Michael Bloomberg said he “gets” the African-American community, vowing to pursue an agenda that highlights his commitment to “right the wrongs of racial inequalities,” if elected President of the United States.
In Memphis last Friday for a rally at Minglewood Hall in Midtown, the billionaire businessmen and philanthropist spoke with The New Tri-State Defender during a one-on-one interview as he sought to amp up support ahead of Tennessee’s Presidential Primary on Tuesday, March 3.
African Americans, he said, should consider voting for him because he doesn’t make empty promises and has a targeted agenda to hold him accountable.
“The African American Community has to stop being pandered to, with everyone promising them something and not doing anything,” said Bloomberg. “They should say ‘enough is enough.’ We’ve listened to all of this stuff.”
Pouring millions of dollars into his self-funded campaign, Bloomberg has honed in on African Americans, a key group of the Democratic electorate, since announcing his candidacy in November. He’s spent $3.5 million dollars on advertisements in black media outlets.
His response to the targeted advertising campaign: “Where are all the other presidential candidates and their ads in the black press?”
Last month in Houston, Bloomberg launched “Mike for Black America,” an effort to engage black voters across the country, he said, by targeting issues specifically affecting African Americans and that exist due to racial inequalities. West Memphis Mayor Marco McClendon hosted such an event for Bloomberg over the weekend.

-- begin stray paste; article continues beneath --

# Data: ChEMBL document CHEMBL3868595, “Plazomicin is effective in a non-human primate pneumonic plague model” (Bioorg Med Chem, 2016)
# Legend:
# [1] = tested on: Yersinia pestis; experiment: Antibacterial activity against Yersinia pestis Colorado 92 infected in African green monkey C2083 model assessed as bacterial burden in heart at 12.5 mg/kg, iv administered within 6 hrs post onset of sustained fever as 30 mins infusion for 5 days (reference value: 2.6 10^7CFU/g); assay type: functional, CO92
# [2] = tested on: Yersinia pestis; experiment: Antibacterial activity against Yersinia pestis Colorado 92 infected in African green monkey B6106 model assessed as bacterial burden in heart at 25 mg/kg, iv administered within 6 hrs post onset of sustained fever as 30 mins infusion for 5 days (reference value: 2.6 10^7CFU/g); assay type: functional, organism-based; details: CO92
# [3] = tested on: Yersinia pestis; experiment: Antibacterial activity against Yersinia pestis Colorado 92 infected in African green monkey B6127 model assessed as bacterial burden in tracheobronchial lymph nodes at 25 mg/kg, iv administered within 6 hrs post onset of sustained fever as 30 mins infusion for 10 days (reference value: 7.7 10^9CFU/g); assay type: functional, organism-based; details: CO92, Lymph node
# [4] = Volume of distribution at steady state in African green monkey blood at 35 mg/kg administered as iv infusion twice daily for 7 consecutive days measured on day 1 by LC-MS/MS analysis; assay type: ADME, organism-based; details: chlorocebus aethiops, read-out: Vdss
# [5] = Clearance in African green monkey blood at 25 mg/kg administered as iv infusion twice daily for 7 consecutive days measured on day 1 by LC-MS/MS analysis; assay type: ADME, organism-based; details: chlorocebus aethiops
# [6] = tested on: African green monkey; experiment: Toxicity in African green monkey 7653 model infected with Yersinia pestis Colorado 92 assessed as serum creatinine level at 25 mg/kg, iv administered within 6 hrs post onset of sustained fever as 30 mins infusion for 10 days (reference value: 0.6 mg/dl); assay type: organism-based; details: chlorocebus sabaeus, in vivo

Memphis – and other cities with crippling-high poverty rates amongst African Americans – would benefit from his Greenwood Initiative, Bloomberg. Launched in January, the multi-billion-dollar plan is aimed at promoting black economic empowerment. It involves creating one-million more African-American homeowners, investing $70 billion in 100 disadvantaged neighborhoods across the country and creating 100,000 more black business owners.
The initiative takes its name from the Greenwood neighborhood in Tulsa, Okla. Known as Black Wall Street in the early 20th century, it was the most prominent district of black-owned businesses in the United States. In 1921, it was destroyed in race attacks known as the Black Wall Street Massacre.
“African-American households have one-tenth the net worth of white households. If that doesn’t say to African-American voters that there is something wrong and we need somebody who knows how to create jobs and make things more equal, then I don’t know what does,” he said. “And I have done that in New York, if you look at the record.”
The former New York City mayor touted his 12-year experience running the largest city in the U.S., crediting his administration with “the creation of 500,000 jobs” and “cutting the crime rate in half.”
A spokesperson for Bloomberg cited the New York State Department of Labor for the number of jobs added within the first year that Bloomberg took office in December 2002 to his last month in December 2013.
PolitiFact, a fact-checking website for elected officials, notes that while Bloomberg’s claim of crime reduction is true, the crime rate was decreasing before he took office and has continued to decline since he left.